Psalm singing for Christians, a gospel ordinance, a gospel duty, and a gospel delight.
In the Anglican Book of Common Prayer (BCP) there is a fascinating fact. Firstly, there is a reading schedule to cover the entire book of psalms every 30 days. Which amounts to 5 psalms a day. Thus every year the entire book of psalms is covered 12 times! Further, there is also the metrical version of the psalter for singing. In other words a double dose. But why? There are many reasons but one will do for now. As a manual of instruction. Within the psalter every doctrine of the Christian faith is present. With the demise of psalmody, it explains why the Church has become so ineffective, weak, effeminate and downright useless. Which came first I will leave to others. But why is it that the Church has no sense of justice or outrage over the demise of justice? Because it’s too busy singing love songs. The BCP then has something to teach us. What we need is a persistent diet of psalmody. Five drops a day for the rests of our lives. Which brings me to the point at hand as stated in the title. What is the outlook for the Church? Grim? Defeat? Annihilation? Not so according to the Psalms.
As Vos so eloquently reminds us, there are certain editions of the Bible which have the Psalter attached as an appendix which has the curious result of bringing the Apocalypse and the Psalms into immediate proximity (for those who are interested TBS produce such Bibles, go buy). Hence our subject at hand.
Firstly, a linear view of history. The world may sing with the Egyptians- “all my life’s a circle’, the Christian sings in contrast that God is Lord of history and directs it to His own glory and the Church’s good. The world thinks in terms of cycles that repeat themselves. It was from such mythology and irrationalism that God delivered Israel and kept them from it (even when they desired to return to it, such is the foolishness of his people who oft return to their folly (Ps 85:8).
Secondly, there is a work which God is doing in this world that he will bring to perfection (90:16). Central to his work is redemption (114). It is not social work, job centres, legal advice workshops, handling debt and the myriad of other activities that are subsumed under what is euphemistically called ‘ministries of mercy’. Redemption is God’s great work in the world and it’s that the Church continually celebrates. God’s sovereign initiative in a world of enmity against him. Who wins, man or God? The answer is obvious.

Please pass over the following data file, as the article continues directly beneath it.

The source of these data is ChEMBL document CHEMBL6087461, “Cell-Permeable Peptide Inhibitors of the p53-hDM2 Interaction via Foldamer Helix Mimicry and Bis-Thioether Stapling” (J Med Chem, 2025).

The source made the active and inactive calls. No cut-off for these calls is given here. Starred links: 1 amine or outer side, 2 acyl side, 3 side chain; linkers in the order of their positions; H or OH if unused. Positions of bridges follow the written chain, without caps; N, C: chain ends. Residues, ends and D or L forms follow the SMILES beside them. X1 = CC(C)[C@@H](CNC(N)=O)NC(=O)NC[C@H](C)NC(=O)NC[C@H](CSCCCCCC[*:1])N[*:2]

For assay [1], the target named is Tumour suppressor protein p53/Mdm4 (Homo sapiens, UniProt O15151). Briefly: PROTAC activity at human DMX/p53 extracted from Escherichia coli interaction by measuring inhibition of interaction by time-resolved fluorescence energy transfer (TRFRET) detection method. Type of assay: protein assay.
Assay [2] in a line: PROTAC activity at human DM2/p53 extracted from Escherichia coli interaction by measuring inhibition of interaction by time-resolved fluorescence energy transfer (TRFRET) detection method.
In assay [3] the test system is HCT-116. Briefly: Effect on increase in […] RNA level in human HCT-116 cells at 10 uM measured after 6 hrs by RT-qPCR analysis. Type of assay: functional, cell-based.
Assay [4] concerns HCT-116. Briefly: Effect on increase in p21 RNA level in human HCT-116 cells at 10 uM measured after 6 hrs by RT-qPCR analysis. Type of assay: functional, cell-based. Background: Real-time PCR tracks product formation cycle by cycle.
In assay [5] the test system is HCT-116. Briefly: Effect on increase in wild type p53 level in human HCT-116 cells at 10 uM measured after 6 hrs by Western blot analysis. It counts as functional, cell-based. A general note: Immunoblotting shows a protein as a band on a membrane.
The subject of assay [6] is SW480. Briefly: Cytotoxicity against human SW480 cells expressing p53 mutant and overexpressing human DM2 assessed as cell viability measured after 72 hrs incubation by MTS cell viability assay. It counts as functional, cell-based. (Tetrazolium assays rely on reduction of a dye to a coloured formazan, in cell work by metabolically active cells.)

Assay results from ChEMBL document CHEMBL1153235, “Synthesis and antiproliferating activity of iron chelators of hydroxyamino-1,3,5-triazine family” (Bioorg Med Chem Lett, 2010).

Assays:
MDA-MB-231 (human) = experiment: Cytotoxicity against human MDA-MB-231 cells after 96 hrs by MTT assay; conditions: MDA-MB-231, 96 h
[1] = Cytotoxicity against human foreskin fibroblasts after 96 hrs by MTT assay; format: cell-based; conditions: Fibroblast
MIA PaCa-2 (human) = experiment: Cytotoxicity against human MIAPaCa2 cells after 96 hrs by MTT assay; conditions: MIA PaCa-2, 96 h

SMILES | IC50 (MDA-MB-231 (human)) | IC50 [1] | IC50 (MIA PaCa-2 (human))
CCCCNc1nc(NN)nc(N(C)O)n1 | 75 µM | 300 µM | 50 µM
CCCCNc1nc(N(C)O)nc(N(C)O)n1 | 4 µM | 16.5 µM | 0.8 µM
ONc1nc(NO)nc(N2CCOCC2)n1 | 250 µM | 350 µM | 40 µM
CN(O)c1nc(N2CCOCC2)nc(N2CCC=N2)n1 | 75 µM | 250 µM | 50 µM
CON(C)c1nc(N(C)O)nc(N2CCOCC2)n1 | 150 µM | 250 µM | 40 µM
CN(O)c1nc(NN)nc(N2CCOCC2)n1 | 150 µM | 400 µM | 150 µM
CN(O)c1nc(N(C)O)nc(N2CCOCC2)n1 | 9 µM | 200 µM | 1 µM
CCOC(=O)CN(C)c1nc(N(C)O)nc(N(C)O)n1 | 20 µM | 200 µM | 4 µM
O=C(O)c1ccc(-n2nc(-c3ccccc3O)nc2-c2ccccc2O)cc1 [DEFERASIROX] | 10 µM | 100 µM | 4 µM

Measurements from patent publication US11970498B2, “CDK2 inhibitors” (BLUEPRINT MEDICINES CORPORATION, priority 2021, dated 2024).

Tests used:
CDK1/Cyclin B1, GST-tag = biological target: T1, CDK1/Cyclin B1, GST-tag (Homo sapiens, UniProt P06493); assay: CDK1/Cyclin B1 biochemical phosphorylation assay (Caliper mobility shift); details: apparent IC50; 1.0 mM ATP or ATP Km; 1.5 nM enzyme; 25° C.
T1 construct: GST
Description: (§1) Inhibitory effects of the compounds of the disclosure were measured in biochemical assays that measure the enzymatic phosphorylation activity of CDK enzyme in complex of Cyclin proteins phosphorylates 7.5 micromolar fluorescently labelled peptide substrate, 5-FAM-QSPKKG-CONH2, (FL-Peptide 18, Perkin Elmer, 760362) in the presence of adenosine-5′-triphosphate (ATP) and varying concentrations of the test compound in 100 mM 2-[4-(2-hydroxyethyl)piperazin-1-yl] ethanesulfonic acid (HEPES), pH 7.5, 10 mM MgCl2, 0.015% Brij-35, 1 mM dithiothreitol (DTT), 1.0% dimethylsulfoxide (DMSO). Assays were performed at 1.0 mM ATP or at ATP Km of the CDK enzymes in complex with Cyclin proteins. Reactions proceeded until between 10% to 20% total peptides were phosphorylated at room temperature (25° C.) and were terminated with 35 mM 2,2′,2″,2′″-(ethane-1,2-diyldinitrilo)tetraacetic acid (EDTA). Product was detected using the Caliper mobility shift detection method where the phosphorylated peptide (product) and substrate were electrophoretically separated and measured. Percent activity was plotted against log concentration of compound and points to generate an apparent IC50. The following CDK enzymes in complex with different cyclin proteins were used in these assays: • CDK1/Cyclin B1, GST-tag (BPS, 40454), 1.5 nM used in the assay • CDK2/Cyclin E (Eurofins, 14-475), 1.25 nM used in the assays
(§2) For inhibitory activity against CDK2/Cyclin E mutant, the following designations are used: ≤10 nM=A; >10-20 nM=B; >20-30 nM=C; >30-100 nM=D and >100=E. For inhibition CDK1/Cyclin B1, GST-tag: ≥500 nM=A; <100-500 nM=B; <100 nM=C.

Thirdly, our destiny. The psalter holds out to the Church and the Believer the new Jerusalem that is so significant in Revelation. There is a “waiting for the morning” (130:6) where the waiting is in the context of redemption. Waiting is, of course, a NT grace (1 Thess 1:9 &10). Is it not the case that the modern Church is no longer drawing heavenward, or seeking heaven, or longs for heaven? Is it not the case that the modern Christian and the Church is almost exclusively earthbound? It’s gaze is downward.
Fourthly, the Prosperity of the Church. As long as we live in this world there are such troubles, pain, woe, sorrow and afflictions that we say often with the psalmist ‘how long O Lord’, but we never lose sight of the Church and thus we sing with the Psalmist – the set time to favour Sion is come. Alongside that is the sense of judgement. Judgement upon the wicked and the enemies of the Church.
Fifthly, seeing God. How frequently the Scriptures point us to this truth. Do we not say with Job, I know that my Redeemer liveth and I shall see him? John says that we shall behold him (1 John 3:2). The beatific vision is everywhere it seems in Scripture. But alas, how seldom do we hear it sung. The psalmist corrects this defect. In the midst of anguish over the prosperity of the wicked he is brought to see that to have God is to have everything. What is heaven, but to be with him? As the psalmist puts it, “whom have I in heaven but thee? and there is none upon earth that I desire besides thee. My flesh and my heart faileth but God is the strength of my heart and my portion forever”.
Sixthly, the glory of God. The ultimate purpose of all things is the glory of God. It is why God made the world. Crassly many think we exist for ourselves. This is the ultimate height of sin (Rom 3:23). In salvation, we are brought to pursue our right purpose, to do all for his glory (1 Cor 10:31). The Psalmist drives it home to us with the phrase ‘for thy name’s sake’.
Seventhly, the triumph of Christ and his Kingdom. None can sing Psalm 72 and not be arrested with the absolute conviction that nations will come and call him blessed. It’s not a prayer or a wish but a statement of fact. Of expectation. His name shall be blessed by nations, His glory shall excel, the whole earth shall be filled with His glory. Anything less than that is defeat.